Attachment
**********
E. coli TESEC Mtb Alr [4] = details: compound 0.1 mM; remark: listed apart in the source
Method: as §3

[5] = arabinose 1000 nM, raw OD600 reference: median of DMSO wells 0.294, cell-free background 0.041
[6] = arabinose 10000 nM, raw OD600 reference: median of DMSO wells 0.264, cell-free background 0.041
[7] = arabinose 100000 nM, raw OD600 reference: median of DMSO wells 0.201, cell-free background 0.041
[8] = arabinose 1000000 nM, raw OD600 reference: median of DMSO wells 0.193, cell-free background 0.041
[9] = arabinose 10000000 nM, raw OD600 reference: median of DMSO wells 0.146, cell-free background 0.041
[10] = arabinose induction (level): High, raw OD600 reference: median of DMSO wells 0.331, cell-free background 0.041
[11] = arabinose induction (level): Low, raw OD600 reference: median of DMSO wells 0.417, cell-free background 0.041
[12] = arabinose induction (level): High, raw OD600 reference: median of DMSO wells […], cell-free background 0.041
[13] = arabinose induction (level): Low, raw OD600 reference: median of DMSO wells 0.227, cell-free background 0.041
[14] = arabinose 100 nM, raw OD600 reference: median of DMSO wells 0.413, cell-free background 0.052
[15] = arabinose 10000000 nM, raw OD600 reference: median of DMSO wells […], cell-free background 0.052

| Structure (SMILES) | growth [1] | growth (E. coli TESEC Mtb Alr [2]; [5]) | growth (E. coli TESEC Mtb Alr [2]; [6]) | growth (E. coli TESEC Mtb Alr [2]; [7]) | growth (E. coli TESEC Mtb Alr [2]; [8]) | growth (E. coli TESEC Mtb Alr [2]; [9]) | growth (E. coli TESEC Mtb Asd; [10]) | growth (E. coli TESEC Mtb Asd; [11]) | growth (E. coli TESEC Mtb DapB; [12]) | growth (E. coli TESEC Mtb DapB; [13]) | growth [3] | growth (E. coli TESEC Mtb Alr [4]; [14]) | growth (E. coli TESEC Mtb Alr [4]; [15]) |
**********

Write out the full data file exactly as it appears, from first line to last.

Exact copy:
E. coli TESEC Mtb Alr [4] = details: compound 0.1 mM; remark: listed apart in the source
Method: as §3

[5] = arabinose 1000 nM, raw OD600 reference: median of DMSO wells 0.294, cell-free background 0.041
[6] = arabinose 10000 nM, raw OD600 reference: median of DMSO wells 0.264, cell-free background 0.041
[7] = arabinose 100000 nM, raw OD600 reference: median of DMSO wells 0.201, cell-free background 0.041
[8] = arabinose 1000000 nM, raw OD600 reference: median of DMSO wells 0.193, cell-free background 0.041
[9] = arabinose 10000000 nM, raw OD600 reference: median of DMSO wells 0.146, cell-free background 0.041
[10] = arabinose induction (level): High, raw OD600 reference: median of DMSO wells 0.331, cell-free background 0.041
[11] = arabinose induction (level): Low, raw OD600 reference: median of DMSO wells 0.417, cell-free background 0.041
[12] = arabinose induction (level): High, raw OD600 reference: median of DMSO wells […], cell-free background 0.041
[13] = arabinose induction (level): Low, raw OD600 reference: median of DMSO wells 0.227, cell-free background 0.041
[14] = arabinose 100 nM, raw OD600 reference: median of DMSO wells 0.413, cell-free background 0.052
[15] = arabinose 10000000 nM, raw OD600 reference: median of DMSO wells […], cell-free background 0.052

| Structure (SMILES) | growth [1] | growth (E. coli TESEC Mtb Alr [2]; [5]) | growth (E. coli TESEC Mtb Alr [2]; [6]) | growth (E. coli TESEC Mtb Alr [2]; [7]) | growth (E. coli TESEC Mtb Alr [2]; [8]) | growth (E. coli TESEC Mtb Alr [2]; [9]) | growth (E. coli TESEC Mtb Asd; [10]) | growth (E. coli TESEC Mtb Asd; [11]) | growth (E. coli TESEC Mtb DapB; [12]) | growth (E. coli TESEC Mtb DapB; [13]) | growth [3] | growth (E. coli TESEC Mtb Alr [4]; [14]) | growth (E. coli TESEC Mtb Alr [4]; [15]) |